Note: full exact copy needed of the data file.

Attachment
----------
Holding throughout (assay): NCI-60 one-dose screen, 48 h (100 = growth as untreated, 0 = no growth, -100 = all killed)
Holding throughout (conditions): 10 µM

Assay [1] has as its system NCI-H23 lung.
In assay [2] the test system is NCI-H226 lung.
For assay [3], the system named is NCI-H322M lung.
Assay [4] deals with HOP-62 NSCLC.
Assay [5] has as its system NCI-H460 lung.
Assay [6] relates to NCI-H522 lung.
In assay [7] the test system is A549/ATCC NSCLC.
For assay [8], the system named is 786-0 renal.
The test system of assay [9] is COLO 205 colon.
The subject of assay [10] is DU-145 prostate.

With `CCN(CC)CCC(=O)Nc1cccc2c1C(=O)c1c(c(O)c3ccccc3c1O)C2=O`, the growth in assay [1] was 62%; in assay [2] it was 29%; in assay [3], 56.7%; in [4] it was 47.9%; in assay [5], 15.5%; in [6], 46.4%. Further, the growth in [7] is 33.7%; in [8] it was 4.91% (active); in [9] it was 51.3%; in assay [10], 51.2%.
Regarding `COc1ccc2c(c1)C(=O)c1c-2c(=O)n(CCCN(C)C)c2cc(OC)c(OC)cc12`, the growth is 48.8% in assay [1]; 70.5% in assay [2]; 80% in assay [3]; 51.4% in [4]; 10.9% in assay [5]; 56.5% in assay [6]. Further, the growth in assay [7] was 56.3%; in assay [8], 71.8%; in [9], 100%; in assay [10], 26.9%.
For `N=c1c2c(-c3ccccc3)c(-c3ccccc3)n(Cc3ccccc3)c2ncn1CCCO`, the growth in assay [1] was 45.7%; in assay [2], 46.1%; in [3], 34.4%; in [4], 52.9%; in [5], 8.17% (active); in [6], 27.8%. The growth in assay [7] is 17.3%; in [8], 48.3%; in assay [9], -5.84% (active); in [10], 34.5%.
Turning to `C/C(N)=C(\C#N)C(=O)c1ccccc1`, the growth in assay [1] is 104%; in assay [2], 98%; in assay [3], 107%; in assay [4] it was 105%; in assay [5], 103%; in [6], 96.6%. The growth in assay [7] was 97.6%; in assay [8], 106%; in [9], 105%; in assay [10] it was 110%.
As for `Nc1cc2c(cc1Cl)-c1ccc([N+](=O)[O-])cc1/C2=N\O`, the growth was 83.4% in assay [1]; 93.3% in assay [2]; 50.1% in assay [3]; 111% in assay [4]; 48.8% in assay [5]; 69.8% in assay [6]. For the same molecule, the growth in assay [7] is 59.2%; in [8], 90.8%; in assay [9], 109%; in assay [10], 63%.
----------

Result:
Holding throughout (assay): NCI-60 one-dose screen, 48 h (100 = growth as untreated, 0 = no growth, -100 = all killed)
Holding throughout (conditions): 10 µM

Assay [1] has as its system NCI-H23 lung.
In assay [2] the test system is NCI-H226 lung.
For assay [3], the system named is NCI-H322M lung.
Assay [4] deals with HOP-62 NSCLC.
Assay [5] has as its system NCI-H460 lung.
Assay [6] relates to NCI-H522 lung.
In assay [7] the test system is A549/ATCC NSCLC.
For assay [8], the system named is 786-0 renal.
The test system of assay [9] is COLO 205 colon.
The subject of assay [10] is DU-145 prostate.

With `CCN(CC)CCC(=O)Nc1cccc2c1C(=O)c1c(c(O)c3ccccc3c1O)C2=O`, the growth in assay [1] was 62%; in assay [2] it was 29%; in assay [3], 56.7%; in [4] it was 47.9%; in assay [5], 15.5%; in [6], 46.4%. Further, the growth in [7] is 33.7%; in [8] it was 4.91% (active); in [9] it was 51.3%; in assay [10], 51.2%.
Regarding `COc1ccc2c(c1)C(=O)c1c-2c(=O)n(CCCN(C)C)c2cc(OC)c(OC)cc12`, the growth is 48.8% in assay [1]; 70.5% in assay [2]; 80% in assay [3]; 51.4% in [4]; 10.9% in assay [5]; 56.5% in assay [6]. Further, the growth in assay [7] was 56.3%; in assay [8], 71.8%; in [9], 100%; in assay [10], 26.9%.
For `N=c1c2c(-c3ccccc3)c(-c3ccccc3)n(Cc3ccccc3)c2ncn1CCCO`, the growth in assay [1] was 45.7%; in assay [2], 46.1%; in [3], 34.4%; in [4], 52.9%; in [5], 8.17% (active); in [6], 27.8%. The growth in assay [7] is 17.3%; in [8], 48.3%; in assay [9], -5.84% (active); in [10], 34.5%.
Turning to `C/C(N)=C(\C#N)C(=O)c1ccccc1`, the growth in assay [1] is 104%; in assay [2], 98%; in assay [3], 107%; in assay [4] it was 105%; in assay [5], 103%; in [6], 96.6%. The growth in assay [7] was 97.6%; in assay [8], 106%; in [9], 105%; in assay [10] it was 110%.
As for `Nc1cc2c(cc1Cl)-c1ccc([N+](=O)[O-])cc1/C2=N\O`, the growth was 83.4% in assay [1]; 93.3% in assay [2]; 50.1% in assay [3]; 111% in assay [4]; 48.8% in assay [5]; 69.8% in assay [6]. For the same molecule, the growth in assay [7] is 59.2%; in [8], 90.8%; in assay [9], 109%; in assay [10], 63%.